Accommodative and binocular dysfunctions: prevalence in a randomised sample of university students

Please use this identifier to cite or link to this item: http://hdl.handle.net/10045/62302
Información del item - Informació de l'item - Item information
Title: Accommodative and binocular dysfunctions: prevalence in a randomised sample of university students
Authors: García Muñoz, Ángel | Carbonell Bonete, Stela | Cantó-Cerdán, Mario | Cacho Martínez, Pilar
Research Group/s: Salud Pública
Center, Department or Service: Universidad de Alicante. Departamento de Óptica, Farmacología y Anatomía
Keywords: Accommodative dysfunctions | Binocular dysfunctions | Prevalence | Randomised sample university students
Knowledge Area: Óptica
Issue Date: Jul-2016
Publisher: Wiley
Citation: Clinical and Experimental Optometry. 2016, 99(4): 313-321. doi:10.1111/cxo.12376
Abstract: Background: The aim was to analyse the prevalence of symptomatic accommodative and non-strabismic binocular dysfunctions in a randomised population of university subjects. Methods: A cross-sectional study was conducted with a randomised sample of 175 university students aged between 18 and 35 years. All subjects were given a visual examination in which their symptoms were recorded, as well as performing objective and subjective refractive examinations and accommodative and binocular tests. Each subject was tested for the presence of uncorrected refractive error. Accommodative dysfunctions (AD) and binocular dysfunctions (BD) were diagnosed according to the number of clinical signs associated with each disorder, considering the signs that could be associated with each dysfunction as fundamental or complementary. An accommodative or binocular dysfunction was diagnosed when the subjects met two conditions: presenting with any kind of visual symptom in their clinical history and presenting the fundamental sign associated with each dysfunction as well as two or more complementary signs. Those subjects who presented with only an uncorrected refractive error were considered within the group called refractive dysfunction (RD). Results: The overall prevalence of accommodative and/or binocular dysfunctions was 13.15 per cent and for refractive dysfunction it was 45.14 per cent. Accommodative dysfunctions were present in 2.29 per cent of the population, binocular dysfunctions were observed in eight per cent and accommodative dysfunctions together were found in 2.86 per cent of the university students. Within the accommodative and binocular disorders, the most prevalent dysfunctions were convergence insufficiency, with a prevalence of 3.43 per cent and convergence excess and accommodation excess, both with a prevalence of 2.29 per cent. Conclusion: Binocular dysfunctions were more prevalent than accommodative dysfunctions or accommodative and binocular dysfunctions together in a randomised population of university students.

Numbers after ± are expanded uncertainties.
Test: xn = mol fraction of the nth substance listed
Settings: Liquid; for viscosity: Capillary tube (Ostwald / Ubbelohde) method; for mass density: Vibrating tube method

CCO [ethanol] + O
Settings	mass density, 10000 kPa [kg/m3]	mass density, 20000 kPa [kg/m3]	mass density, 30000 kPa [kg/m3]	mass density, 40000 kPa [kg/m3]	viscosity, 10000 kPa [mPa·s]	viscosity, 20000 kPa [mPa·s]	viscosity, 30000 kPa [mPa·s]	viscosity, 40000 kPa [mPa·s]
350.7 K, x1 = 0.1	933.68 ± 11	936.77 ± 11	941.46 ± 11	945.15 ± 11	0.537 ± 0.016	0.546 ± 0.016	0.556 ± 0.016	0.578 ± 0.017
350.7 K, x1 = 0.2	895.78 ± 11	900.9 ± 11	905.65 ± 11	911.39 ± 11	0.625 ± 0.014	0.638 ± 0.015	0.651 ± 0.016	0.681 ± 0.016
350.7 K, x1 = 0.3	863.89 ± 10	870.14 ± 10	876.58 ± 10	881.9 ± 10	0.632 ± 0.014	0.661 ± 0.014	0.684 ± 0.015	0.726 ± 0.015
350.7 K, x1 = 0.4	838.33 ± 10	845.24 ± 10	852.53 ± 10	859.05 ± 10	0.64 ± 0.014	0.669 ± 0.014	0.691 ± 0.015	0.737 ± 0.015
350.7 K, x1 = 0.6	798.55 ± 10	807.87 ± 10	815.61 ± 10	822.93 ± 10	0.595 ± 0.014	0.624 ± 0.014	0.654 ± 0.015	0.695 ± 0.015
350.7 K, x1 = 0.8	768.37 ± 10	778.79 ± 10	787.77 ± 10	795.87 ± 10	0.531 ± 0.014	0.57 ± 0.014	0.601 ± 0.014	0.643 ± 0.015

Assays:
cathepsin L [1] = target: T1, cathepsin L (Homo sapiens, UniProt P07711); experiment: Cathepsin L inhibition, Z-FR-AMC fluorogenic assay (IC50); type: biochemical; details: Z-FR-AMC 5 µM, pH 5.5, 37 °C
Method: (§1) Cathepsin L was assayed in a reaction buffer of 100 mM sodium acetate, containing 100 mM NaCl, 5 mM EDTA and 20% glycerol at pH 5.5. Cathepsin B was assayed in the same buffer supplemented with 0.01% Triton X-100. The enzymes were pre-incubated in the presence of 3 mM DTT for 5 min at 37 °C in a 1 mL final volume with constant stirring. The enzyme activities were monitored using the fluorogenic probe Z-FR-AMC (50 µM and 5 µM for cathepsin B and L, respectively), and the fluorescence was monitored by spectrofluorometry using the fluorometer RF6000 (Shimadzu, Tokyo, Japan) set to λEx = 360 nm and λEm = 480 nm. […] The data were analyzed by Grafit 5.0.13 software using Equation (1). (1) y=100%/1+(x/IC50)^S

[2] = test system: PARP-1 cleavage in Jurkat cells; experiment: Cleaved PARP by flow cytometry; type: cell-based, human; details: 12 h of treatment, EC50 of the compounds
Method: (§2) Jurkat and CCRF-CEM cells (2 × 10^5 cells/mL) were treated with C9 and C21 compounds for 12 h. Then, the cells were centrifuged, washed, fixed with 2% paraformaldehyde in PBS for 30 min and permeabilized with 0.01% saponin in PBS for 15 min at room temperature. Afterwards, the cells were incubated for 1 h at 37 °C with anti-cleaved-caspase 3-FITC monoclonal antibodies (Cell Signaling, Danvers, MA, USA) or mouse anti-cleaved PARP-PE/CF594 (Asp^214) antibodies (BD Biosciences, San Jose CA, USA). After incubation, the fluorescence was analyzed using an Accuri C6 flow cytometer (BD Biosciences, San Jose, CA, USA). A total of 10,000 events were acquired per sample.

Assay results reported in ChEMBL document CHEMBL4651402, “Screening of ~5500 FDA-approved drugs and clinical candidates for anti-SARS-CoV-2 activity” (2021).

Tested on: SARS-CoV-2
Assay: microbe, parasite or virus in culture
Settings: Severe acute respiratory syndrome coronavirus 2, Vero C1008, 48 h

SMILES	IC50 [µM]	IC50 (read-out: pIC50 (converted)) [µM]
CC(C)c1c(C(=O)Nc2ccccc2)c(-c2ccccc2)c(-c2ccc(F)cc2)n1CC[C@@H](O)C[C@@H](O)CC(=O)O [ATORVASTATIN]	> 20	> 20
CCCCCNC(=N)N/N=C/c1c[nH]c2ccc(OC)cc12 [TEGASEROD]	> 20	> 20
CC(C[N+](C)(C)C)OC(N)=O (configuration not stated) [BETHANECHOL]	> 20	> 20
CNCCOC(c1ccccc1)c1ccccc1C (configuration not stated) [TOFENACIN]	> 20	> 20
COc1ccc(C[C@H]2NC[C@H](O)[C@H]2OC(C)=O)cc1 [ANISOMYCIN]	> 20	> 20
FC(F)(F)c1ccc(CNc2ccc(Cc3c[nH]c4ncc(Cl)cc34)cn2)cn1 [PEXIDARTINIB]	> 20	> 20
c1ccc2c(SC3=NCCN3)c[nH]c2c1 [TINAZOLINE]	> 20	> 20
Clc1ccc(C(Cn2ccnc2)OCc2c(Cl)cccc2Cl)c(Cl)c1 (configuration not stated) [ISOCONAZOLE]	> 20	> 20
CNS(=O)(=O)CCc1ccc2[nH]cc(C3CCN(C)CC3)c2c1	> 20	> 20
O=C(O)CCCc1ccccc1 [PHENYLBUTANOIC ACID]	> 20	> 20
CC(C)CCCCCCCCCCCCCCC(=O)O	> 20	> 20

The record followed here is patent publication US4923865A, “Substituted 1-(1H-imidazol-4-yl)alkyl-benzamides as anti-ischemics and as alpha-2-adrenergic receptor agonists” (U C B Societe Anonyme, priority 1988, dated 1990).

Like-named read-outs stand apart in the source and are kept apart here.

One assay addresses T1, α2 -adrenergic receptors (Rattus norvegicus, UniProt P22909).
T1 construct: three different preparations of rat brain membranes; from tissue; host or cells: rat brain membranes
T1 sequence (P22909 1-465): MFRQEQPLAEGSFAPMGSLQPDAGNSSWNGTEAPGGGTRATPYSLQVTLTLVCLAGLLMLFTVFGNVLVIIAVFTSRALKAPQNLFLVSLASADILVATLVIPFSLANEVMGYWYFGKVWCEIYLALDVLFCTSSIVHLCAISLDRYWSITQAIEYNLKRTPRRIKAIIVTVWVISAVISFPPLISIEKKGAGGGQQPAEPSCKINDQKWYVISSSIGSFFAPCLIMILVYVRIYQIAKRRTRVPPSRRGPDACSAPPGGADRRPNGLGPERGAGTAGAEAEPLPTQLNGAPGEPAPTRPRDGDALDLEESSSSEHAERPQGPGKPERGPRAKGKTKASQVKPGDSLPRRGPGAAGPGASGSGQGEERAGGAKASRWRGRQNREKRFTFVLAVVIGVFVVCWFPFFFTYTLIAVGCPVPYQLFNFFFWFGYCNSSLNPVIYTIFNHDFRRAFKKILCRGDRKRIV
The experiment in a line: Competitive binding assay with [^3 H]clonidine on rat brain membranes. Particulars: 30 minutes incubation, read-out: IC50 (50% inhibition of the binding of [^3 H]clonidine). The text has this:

Sponsor: This work was supported by ‘Vicerrectorado de Investigación, Desarrollo e Innovación’ of the University of Alicante, Spain (GRE10-06).
URI: http://hdl.handle.net/10045/62302
ISSN: 0816-4622 (Print) | 1444-0938 (Online)
DOI: 10.1111/cxo.12376
Language: eng
Type: info:eu-repo/semantics/article
Rights: © 2016 Optometry Australia
Peer Review: si
Publisher version: http://dx.doi.org/10.1111/cxo.12376
Appears in Collections:INV - SP - Artículos de Revistas

Files in This Item:
Files in This Item:
File Description SizeFormat 
Thumbnail2016_Garcia-Munoz_etal_ClinExpOptom_final.pdfVersión final (acceso restringido)164,4 kBAdobe PDFOpen    Request a copy


Items in RUA are protected by copyright, with all rights reserved, unless otherwise indicated.